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GSK continues malaria work

3rd March 2008

GlaxoSmithKline (GSK) has received the results of two tests for new medicines for the treatment of malaria.

Through a joint project with Medicines for Malaria Venture, the firm has been working to create a new treatment for the disease.

Data from the phase III clinical trials assessing the use of Dacart, a fixed-dose combination of chlorproguanil, dapsone and artesunate, has recently been received by the firm, with results showing that the efficacy of the medicine when compared to Coartem, which is currently the first-line anti-malarial therapy in many countries.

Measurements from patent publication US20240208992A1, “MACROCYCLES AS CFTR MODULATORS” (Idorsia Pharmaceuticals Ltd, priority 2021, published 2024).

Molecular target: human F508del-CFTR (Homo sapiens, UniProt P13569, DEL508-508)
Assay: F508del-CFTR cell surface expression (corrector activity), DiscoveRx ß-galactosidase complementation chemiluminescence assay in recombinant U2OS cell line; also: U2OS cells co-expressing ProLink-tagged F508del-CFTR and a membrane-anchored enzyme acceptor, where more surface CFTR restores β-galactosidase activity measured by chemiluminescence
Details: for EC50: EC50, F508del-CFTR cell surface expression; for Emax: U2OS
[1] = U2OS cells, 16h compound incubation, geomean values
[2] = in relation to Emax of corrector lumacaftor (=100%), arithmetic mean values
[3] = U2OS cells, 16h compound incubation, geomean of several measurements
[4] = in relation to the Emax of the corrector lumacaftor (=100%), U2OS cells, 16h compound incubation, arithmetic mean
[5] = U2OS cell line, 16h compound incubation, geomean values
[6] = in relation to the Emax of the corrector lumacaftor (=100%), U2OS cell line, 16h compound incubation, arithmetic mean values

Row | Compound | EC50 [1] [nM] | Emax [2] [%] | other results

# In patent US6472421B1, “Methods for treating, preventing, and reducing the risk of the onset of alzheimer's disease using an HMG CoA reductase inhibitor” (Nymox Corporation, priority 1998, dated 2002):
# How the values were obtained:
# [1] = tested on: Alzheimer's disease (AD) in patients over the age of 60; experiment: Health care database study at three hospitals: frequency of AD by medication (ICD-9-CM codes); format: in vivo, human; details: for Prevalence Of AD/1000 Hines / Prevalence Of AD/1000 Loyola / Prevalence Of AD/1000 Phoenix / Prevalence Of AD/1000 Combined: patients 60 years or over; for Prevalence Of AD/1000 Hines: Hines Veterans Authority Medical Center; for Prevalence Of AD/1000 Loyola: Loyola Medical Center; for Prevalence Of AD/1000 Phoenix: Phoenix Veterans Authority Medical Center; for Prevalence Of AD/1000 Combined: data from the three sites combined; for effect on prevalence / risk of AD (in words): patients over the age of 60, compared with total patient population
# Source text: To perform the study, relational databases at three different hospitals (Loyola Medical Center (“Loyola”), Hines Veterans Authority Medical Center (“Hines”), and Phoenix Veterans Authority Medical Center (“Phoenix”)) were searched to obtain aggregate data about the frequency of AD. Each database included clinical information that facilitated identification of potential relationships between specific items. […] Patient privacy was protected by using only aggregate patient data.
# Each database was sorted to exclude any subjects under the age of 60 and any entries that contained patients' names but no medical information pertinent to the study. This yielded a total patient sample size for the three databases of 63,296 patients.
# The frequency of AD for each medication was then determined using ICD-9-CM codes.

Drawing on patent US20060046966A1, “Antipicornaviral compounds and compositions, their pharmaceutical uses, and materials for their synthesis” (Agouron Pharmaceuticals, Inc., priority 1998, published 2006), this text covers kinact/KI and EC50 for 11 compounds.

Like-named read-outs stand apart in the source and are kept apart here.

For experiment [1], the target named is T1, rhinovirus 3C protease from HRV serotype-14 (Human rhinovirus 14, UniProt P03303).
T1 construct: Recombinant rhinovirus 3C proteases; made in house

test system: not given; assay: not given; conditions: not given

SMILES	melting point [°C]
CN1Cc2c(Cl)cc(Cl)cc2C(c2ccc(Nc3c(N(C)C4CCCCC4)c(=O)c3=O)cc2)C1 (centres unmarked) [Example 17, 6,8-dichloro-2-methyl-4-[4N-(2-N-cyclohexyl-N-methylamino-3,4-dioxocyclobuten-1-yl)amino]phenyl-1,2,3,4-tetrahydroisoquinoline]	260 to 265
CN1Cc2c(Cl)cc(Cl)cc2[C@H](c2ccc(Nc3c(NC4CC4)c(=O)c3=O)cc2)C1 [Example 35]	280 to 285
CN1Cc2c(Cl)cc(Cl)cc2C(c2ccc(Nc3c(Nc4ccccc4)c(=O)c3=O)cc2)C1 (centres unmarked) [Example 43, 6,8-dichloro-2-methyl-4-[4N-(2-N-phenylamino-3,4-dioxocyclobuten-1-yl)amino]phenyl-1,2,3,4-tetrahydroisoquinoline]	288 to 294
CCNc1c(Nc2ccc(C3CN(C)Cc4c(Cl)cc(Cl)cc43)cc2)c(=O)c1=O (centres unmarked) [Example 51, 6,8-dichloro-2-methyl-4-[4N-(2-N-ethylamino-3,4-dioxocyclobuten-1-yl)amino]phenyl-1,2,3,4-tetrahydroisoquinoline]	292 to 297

Results showed there was a 94 per cent efficacy rate at 28 days, but there was a higher rate of reduction in haemoglobin levels than when Coartem was used.

Another new treatment, Lapdap, was also tested by the firm. This was created by GSK in collaboration with the World Health Organisation and the Department for International Development.

This test showed that there were also reductions in haemoglobin levels when Lapdap was used. As a result of these trials, GSK has opted to terminate development of Dacart and withdraw Lapdap.

Last month, GSK announced a series of price reductions for HIV medicines in the world’s poorest countries.

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